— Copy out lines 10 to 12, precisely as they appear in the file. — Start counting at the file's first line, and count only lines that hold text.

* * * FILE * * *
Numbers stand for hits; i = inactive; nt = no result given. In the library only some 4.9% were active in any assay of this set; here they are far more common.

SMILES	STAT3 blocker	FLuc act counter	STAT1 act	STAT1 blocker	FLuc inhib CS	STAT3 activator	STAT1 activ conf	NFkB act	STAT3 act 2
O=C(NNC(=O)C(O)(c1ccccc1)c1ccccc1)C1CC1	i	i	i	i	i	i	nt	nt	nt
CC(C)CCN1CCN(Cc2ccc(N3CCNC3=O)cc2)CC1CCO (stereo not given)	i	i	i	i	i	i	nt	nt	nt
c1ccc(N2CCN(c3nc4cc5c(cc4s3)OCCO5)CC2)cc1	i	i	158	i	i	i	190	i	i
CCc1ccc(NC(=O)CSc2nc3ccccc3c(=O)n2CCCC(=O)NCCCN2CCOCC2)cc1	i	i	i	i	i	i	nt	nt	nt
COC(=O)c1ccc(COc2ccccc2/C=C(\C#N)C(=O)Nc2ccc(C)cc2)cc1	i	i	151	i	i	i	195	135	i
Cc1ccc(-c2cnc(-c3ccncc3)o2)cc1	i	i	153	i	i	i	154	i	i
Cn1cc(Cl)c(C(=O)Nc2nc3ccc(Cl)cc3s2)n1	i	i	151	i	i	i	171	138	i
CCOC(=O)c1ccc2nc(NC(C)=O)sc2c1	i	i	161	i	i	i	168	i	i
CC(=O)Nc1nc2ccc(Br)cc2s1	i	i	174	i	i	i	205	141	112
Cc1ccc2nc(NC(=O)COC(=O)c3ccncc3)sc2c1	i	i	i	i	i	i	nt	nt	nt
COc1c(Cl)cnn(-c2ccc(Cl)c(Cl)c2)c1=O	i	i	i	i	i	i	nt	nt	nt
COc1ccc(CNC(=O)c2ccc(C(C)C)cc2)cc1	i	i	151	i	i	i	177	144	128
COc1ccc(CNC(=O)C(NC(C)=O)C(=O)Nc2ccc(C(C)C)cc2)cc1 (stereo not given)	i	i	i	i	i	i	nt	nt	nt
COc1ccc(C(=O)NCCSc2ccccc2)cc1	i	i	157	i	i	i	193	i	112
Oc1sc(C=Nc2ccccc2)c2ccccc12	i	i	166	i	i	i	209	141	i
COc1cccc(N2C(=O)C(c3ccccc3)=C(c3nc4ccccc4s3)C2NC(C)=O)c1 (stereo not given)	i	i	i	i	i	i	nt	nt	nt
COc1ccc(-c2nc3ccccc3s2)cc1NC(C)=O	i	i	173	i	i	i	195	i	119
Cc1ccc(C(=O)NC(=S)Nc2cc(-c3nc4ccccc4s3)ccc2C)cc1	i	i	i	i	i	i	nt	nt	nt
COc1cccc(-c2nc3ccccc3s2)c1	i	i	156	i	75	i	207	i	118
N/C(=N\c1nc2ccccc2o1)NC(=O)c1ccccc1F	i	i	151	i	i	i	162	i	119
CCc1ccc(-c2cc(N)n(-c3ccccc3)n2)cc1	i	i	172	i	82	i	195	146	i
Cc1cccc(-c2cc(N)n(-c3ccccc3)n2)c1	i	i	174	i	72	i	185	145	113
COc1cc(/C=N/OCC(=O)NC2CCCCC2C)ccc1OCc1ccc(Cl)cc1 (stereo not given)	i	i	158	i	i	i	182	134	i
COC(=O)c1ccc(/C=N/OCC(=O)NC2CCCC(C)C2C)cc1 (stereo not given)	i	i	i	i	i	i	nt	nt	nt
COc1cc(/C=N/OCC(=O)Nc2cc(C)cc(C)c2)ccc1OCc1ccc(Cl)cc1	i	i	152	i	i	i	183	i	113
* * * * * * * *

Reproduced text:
CCOC(=O)c1ccc2nc(NC(C)=O)sc2c1	i	i	161	i	i	i	168	i	i
CC(=O)Nc1nc2ccc(Br)cc2s1	i	i	174	i	i	i	205	141	112
Cc1ccc2nc(NC(=O)COC(=O)c3ccncc3)sc2c1	i	i	i	i	i	i	nt	nt	nt